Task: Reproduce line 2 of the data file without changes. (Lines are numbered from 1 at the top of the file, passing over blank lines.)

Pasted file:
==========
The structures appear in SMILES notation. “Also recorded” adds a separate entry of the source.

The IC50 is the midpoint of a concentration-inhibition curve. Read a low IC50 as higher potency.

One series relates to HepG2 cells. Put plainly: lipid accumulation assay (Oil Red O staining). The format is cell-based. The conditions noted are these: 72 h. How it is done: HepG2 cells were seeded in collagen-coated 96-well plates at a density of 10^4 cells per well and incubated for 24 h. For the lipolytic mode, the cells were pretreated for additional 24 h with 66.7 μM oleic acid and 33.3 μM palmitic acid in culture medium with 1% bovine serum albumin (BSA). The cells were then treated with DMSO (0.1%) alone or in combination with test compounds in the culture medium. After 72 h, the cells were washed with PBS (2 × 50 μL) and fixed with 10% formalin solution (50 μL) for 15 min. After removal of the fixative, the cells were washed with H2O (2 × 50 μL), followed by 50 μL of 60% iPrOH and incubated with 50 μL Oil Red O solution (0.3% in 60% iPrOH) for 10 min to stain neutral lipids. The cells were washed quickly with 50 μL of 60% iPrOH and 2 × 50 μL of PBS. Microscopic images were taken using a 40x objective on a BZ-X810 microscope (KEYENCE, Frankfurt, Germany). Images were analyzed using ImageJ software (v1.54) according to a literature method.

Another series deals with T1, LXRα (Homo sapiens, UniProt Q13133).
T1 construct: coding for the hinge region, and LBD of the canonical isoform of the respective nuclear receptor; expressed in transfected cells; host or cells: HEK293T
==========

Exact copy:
The IC50 is the midpoint of a concentration-inhibition curve. Read a low IC50 as higher potency.